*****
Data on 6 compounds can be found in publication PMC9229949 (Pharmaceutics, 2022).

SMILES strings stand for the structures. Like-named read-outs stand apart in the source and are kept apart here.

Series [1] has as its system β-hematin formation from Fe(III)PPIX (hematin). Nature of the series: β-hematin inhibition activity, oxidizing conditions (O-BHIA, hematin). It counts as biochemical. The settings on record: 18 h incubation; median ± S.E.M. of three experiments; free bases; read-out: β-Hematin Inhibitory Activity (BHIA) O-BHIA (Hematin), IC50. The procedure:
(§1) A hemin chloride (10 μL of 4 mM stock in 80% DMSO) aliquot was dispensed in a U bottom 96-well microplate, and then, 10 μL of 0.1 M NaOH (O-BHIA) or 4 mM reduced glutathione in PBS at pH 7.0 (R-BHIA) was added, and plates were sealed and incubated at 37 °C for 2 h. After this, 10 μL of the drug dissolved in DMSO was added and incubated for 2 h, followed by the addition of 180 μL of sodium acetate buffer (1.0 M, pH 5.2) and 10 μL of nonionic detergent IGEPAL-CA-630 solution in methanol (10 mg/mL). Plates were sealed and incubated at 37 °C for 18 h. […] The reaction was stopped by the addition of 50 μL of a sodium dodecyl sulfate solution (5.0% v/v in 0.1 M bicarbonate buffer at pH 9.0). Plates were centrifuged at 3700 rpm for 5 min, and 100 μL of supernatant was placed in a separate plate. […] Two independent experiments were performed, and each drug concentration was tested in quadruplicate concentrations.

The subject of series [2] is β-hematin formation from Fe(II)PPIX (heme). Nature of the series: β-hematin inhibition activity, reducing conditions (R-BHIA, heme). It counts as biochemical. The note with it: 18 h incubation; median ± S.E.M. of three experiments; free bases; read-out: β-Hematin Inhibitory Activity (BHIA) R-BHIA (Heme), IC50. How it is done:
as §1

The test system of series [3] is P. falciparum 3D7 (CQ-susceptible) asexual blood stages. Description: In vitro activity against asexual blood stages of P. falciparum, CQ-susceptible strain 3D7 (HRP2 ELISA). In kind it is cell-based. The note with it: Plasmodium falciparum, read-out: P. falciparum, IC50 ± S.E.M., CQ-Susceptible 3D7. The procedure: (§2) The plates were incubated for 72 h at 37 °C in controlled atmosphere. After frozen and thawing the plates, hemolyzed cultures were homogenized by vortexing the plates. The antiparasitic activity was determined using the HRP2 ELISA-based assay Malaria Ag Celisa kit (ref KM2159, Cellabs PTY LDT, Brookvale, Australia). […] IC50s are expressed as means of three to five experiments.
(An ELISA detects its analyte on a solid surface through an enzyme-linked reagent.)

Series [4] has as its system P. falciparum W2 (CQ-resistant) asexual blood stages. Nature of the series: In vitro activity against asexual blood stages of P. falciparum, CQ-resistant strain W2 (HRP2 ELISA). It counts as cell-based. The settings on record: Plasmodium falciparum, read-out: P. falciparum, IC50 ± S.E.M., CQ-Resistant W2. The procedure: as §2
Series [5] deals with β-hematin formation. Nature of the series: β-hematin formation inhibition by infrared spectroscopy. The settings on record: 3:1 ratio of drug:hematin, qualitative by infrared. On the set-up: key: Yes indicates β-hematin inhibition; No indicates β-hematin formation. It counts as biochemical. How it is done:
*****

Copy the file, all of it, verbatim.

Data on 6 compounds can be found in publication PMC9229949 (Pharmaceutics, 2022).

SMILES strings stand for the structures. Like-named read-outs stand apart in the source and are kept apart here.

Series [1] has as its system β-hematin formation from Fe(III)PPIX (hematin). Nature of the series: β-hematin inhibition activity, oxidizing conditions (O-BHIA, hematin). It counts as biochemical. The settings on record: 18 h incubation; median ± S.E.M. of three experiments; free bases; read-out: β-Hematin Inhibitory Activity (BHIA) O-BHIA (Hematin), IC50. The procedure:
(§1) A hemin chloride (10 μL of 4 mM stock in 80% DMSO) aliquot was dispensed in a U bottom 96-well microplate, and then, 10 μL of 0.1 M NaOH (O-BHIA) or 4 mM reduced glutathione in PBS at pH 7.0 (R-BHIA) was added, and plates were sealed and incubated at 37 °C for 2 h. After this, 10 μL of the drug dissolved in DMSO was added and incubated for 2 h, followed by the addition of 180 μL of sodium acetate buffer (1.0 M, pH 5.2) and 10 μL of nonionic detergent IGEPAL-CA-630 solution in methanol (10 mg/mL). Plates were sealed and incubated at 37 °C for 18 h. […] The reaction was stopped by the addition of 50 μL of a sodium dodecyl sulfate solution (5.0% v/v in 0.1 M bicarbonate buffer at pH 9.0). Plates were centrifuged at 3700 rpm for 5 min, and 100 μL of supernatant was placed in a separate plate. […] Two independent experiments were performed, and each drug concentration was tested in quadruplicate concentrations.

The subject of series [2] is β-hematin formation from Fe(II)PPIX (heme). Nature of the series: β-hematin inhibition activity, reducing conditions (R-BHIA, heme). It counts as biochemical. The note with it: 18 h incubation; median ± S.E.M. of three experiments; free bases; read-out: β-Hematin Inhibitory Activity (BHIA) R-BHIA (Heme), IC50. How it is done:
as §1

The test system of series [3] is P. falciparum 3D7 (CQ-susceptible) asexual blood stages. Description: In vitro activity against asexual blood stages of P. falciparum, CQ-susceptible strain 3D7 (HRP2 ELISA). In kind it is cell-based. The note with it: Plasmodium falciparum, read-out: P. falciparum, IC50 ± S.E.M., CQ-Susceptible 3D7. The procedure: (§2) The plates were incubated for 72 h at 37 °C in controlled atmosphere. After frozen and thawing the plates, hemolyzed cultures were homogenized by vortexing the plates. The antiparasitic activity was determined using the HRP2 ELISA-based assay Malaria Ag Celisa kit (ref KM2159, Cellabs PTY LDT, Brookvale, Australia). […] IC50s are expressed as means of three to five experiments.
(An ELISA detects its analyte on a solid surface through an enzyme-linked reagent.)

Series [4] has as its system P. falciparum W2 (CQ-resistant) asexual blood stages. Nature of the series: In vitro activity against asexual blood stages of P. falciparum, CQ-resistant strain W2 (HRP2 ELISA). It counts as cell-based. The settings on record: Plasmodium falciparum, read-out: P. falciparum, IC50 ± S.E.M., CQ-Resistant W2. The procedure: as §2
Series [5] deals with β-hematin formation. Nature of the series: β-hematin formation inhibition by infrared spectroscopy. The settings on record: 3:1 ratio of drug:hematin, qualitative by infrared. On the set-up: key: Yes indicates β-hematin inhibition; No indicates β-hematin formation. It counts as biochemical. How it is done: